FOGARTY: Democratic candidates should recognize Islamophobia

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FOGARTY: Democratic candidates should recognize Islamophobia

2020 Democratic presidential candidates need to address the Islamophobia persisting through political and societal rhetoric. Photo via Flickr.

2020 Democratic presidential candidates need to address the Islamophobia persisting through political and societal rhetoric. Photo via Flickr.

2020 Democratic presidential candidates need to address the Islamophobia persisting through political and societal rhetoric. Photo via Flickr.

2020 Democratic presidential candidates need to address the Islamophobia persisting through political and societal rhetoric. Photo via Flickr.

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After the 2016 election, 66% of Muslim Americans identified as Democrats. Despite this large percentage, Democratic candidates are ignoring Muslim voters and ongoing Islamophobia in the United States.

Islamophobia is the practice of supporting and promoting the irrational fear, prejudice and hate of Muslims and Islam. This network consists of eight donors, such as Donors Capital Fund and Scaife Foundations, that have contributed $57 million to promoting Islamophobia through politicians, religious right leaders, grassroots and media.

Bernie Sanders and Julián Castro were the only two candidates to attend the Islamic Society of North America convention in early September. The conference itself is devoted to connecting and creating opportunities for Muslim Americans. With around 30,000 attendees, it is an integral stop during a candidate’s campaign.

By missing the ISNA convention, the other Democratic candidates failed to give attendees the opportunity to communicate their concerns  to the presidential candidates.

In addition to failing Muslim voters by skipping the ISNA convention, candidates haven’t sufficiently discussed nor acknowledged Islamophobia in the U.S. as a pressing social epidemic. In the first two Democratic debates, the Muslim ban was discussed in under two minutes, shortchanging one of the most catastrophic, negligent aspects of Trump’s presidency.

Candidates must also acknowledge Islamophobia existing in forms besides the Muslim Ban, especially in white nationalist hate crimes against Muslims, mosques and anti-Muslim hate speech, which are a regular occurrence in U.S. society.

Donald Trump’s campaign for office from 2015 to 2016 was characterized by anti-Muslim rhetoric, tweets and support from the public. Muslim Americans became six to nine times more likely to experience hate crimes in 2015 than 2014.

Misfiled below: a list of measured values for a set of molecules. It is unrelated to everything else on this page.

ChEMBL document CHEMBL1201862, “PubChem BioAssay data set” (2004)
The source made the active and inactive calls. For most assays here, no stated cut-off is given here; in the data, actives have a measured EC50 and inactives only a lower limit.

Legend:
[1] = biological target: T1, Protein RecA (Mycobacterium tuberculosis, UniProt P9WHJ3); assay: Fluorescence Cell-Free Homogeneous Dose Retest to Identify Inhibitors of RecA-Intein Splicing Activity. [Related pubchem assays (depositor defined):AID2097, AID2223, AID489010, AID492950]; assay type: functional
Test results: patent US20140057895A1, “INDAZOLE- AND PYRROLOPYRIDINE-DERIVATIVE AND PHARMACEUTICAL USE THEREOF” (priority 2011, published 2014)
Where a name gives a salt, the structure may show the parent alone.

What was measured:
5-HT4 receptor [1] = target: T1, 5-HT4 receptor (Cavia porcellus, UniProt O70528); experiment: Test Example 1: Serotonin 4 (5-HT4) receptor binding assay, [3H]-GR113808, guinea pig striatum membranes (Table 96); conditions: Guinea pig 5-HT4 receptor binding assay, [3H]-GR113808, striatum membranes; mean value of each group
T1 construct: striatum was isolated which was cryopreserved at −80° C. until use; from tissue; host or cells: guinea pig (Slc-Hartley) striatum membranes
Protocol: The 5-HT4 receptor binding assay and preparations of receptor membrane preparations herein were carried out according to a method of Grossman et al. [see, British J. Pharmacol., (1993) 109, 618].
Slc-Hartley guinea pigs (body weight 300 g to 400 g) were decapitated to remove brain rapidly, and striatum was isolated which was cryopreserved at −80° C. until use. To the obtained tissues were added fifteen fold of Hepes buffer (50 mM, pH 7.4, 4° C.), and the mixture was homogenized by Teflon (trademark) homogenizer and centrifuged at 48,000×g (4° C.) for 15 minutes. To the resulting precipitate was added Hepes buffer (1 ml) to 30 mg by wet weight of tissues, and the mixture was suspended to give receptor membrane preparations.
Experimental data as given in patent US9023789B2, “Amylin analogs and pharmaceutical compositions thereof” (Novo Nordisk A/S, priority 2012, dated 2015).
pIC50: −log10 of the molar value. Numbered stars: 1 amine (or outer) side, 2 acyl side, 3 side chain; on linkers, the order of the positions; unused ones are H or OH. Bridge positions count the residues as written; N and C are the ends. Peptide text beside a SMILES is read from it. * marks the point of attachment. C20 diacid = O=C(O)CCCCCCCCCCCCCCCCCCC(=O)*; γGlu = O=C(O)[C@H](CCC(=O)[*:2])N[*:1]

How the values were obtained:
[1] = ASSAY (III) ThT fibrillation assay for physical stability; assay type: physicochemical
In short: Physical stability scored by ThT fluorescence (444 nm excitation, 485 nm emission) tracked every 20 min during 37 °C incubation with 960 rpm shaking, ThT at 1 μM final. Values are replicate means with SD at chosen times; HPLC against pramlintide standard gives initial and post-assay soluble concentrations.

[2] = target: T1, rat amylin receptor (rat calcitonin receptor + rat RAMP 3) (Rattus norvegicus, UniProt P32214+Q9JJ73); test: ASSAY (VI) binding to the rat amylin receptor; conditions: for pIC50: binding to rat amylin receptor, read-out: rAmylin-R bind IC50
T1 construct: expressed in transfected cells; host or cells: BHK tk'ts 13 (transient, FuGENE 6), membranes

Candidates must address the expansion of Islamophobia into the U.S. government, but it is not isolated to the Trump administration. Islamophobia is something that has characterized the U.S. on a governmental and social level since well before Trump’s time in office.

An example of anti-Muslim bias in a pre-Trump America is the detainment of thousands of Muslim and Arab Americans just over a month after the September 11 attacks, with only 10 to 15 of them being suspected as Al Qaeda sympathizers at the time. 

Islamophobia existed in a pre-Trump nation, and it will continue to exist post-Trump, especially on a government level; therefore, Democratic candidates must prioritize creating a method to break down this country’s Islamophobic network in their possible presidency. It has defined America too long to not be explicitly acknowledged by each candidate.

Though candidates do not have control over what questions are asked or how much time is allotted to each question, it is their responsibility as a prospective president to address the concerns of every American, especially those who have suffered before and during the Trump administration.

Furthermore, the Commission on Presidential Debates’ process in deciding questions is heavily influenced by the media. The issue with this method is that it does not consider that many news organizations have inconsistent and often discrediting coverage of Muslims. 

For example, anti-Muslim attacks receive inadequate coverage from the media, and Muslims are actually the most negatively portrayed religious minority in U.S. media, according to the Media Portrayals of Minorities Project.

Therefore, the topic of hate crimes on Muslims specifically may not seem “popular” enough to discuss. 

Candidates need to recognize media’s ignorance in coverage of anti-Muslim hate speech and hate crimes. Moreover, a campaign expands beyond the time of debate through interviews, social outreach and social media. Candidates don’t need to be explicitly asked about Islamophobia in order to confront it.

More than anything, candidates should prioritize tackling the Islamophobic nature of the U.S. It is an injustice that has been normalized to the point where non-Muslim citizens, politicians and leaders comfortably pretend it does not exist, despite the immense and seemingly obvious financial support that fuels the network. It is not unique to Trump’s administration — it has always existed and will continue to persist unless candidates explicitly address the network and its affiliation with American legislation, law enforcement and culture.

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